It takes a skilled union laborer to build, demolish, maintain, and repair buildings and infrastructure. It also apparently takes a skilled union Laborer to find one the world's oldest messages in a bottle.
Another day at the worksite for LIUNA Local 3's Robert Kanaby, right?
Kanaby, a 13-year member, was working demolition at Montclair State University last February. Using a chipping hammer to take down a 6-foot brick wall, Kanaby heard the sound of broken glass which would lead him down a path no other Laborer in the history of LIUNA has probably ever experienced. He discovered a 112-year old message from two union bricklayers who were involved in the building of the stately College Hall on the MSU campus. The glass he heard shattered was the bottle the letter was stored in.
"This is to certify that this wall was built by two bricklayers from Newark, N.J. by the names of William Hanley and James Lennon, members of No. 3. of the B.M.I.U. of America.
July 3, 1907"
"I couldn't believe it," said Kanaby. The two workers created a secret compartment between the first and third layers of brick and placed a note in a beer bottle that allowed them to, as Kanaby said in a recent interview, "take ownership of a job done well by writing their names, what they did, and where they were from." What they built as Union Masons 112 years ago, Kanaby and his fellow Laborers were now altering to make way for additional office and dining space.
Kanaby loves to talk about his union and his work. He enthusiastically rattles off all the training he has taken, describes with pride the camaraderie he feels with his fellow Laborers, and admits he may be annoying his wife Anna, daughter Bobbi Ann, and son RJ, by always pointing out projects he worked on.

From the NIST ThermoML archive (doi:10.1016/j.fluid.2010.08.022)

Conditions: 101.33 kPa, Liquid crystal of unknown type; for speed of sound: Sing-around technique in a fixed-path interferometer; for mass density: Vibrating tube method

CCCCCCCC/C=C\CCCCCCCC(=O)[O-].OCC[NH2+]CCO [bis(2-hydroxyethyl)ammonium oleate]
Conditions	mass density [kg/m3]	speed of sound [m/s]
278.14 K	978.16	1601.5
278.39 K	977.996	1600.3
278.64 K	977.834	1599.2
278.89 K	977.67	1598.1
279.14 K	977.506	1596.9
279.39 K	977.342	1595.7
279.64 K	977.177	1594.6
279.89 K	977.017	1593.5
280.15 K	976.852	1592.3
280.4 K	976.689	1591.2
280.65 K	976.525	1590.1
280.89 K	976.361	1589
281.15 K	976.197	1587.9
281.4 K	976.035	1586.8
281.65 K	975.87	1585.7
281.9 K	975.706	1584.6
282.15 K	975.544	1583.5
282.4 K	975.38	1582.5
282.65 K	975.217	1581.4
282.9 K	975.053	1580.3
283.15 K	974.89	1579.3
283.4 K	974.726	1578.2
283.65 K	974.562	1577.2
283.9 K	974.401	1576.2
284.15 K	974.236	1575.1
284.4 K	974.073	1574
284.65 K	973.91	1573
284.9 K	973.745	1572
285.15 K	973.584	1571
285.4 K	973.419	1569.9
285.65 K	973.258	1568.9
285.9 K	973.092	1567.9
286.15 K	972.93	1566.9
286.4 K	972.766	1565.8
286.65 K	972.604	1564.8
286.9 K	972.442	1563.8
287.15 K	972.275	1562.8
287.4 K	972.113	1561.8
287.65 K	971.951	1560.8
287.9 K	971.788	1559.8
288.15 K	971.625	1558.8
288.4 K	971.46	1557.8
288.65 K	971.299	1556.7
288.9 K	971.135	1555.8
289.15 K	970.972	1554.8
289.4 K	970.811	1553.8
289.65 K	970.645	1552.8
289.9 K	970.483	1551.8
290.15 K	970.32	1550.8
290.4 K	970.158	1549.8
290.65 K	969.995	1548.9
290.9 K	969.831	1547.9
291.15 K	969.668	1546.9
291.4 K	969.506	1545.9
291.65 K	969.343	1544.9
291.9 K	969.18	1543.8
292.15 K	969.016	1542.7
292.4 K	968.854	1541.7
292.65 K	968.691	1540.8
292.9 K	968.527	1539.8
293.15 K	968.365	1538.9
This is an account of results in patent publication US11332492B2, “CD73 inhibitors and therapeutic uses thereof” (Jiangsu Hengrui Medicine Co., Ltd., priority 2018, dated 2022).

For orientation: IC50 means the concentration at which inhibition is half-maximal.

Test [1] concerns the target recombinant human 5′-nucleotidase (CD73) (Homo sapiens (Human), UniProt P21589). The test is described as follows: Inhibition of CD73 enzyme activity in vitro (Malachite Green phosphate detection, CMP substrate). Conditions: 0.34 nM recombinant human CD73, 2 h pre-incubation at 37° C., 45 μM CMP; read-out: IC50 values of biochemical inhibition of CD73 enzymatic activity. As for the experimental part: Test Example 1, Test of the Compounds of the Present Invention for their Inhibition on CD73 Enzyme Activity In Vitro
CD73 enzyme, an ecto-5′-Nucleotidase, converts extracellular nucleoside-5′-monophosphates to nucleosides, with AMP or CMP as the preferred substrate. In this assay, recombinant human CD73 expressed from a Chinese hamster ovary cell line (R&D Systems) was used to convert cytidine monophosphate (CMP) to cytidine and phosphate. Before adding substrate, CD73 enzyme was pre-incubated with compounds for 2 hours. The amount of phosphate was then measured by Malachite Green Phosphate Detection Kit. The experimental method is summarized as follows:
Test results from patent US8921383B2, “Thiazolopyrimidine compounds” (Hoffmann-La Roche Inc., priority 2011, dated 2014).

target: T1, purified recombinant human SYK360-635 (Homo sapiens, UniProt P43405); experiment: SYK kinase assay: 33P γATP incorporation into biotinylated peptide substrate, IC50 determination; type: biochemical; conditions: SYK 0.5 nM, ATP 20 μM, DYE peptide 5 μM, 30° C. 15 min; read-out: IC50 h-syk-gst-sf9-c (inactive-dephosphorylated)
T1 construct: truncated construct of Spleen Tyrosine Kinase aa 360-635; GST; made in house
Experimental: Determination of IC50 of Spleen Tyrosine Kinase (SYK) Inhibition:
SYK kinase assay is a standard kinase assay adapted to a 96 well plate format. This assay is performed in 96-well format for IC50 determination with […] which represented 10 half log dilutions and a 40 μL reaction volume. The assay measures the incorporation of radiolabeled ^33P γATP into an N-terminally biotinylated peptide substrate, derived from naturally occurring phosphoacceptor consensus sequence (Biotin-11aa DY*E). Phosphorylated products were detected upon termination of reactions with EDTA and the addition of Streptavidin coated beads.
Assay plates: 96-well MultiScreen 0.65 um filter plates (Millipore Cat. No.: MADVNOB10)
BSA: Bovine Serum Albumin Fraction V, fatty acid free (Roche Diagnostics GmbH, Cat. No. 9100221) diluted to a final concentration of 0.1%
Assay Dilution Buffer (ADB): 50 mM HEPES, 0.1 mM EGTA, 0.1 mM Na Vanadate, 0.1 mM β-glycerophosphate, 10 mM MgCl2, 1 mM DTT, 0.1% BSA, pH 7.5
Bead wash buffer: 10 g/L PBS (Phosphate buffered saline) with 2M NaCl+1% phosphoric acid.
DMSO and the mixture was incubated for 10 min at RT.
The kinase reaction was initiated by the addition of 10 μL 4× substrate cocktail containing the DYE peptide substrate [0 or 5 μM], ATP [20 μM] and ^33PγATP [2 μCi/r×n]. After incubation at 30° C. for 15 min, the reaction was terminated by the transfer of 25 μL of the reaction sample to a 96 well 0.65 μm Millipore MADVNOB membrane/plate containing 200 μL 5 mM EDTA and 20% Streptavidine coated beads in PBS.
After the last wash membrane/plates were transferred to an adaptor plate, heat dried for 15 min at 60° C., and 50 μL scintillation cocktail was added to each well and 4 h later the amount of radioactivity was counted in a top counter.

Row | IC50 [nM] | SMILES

The story of his historical find has been featured on NJ.com, CNN, the New York Post, and dozens of other news outlets. Kanaby is enjoying the moment as well as the work he is now performing at the American Dream Meadowlands which, once completed, will be one of the world's largest retail and entertainment complexes.
Will he be leaving any messages of his own?
"You never know," laughed Kanaby. "Now that I am working retail construction, hiding a note behind sheetrock might not have the same effect."
He did point out that the original message writers, the brick masons from Newark, would be surprised at construction today. "All of the technology and changes… with lulls and forklifts it is certainly less physical, but it is still as satisfying a career as it was back then, I imagine."
photo credit: Montclair State University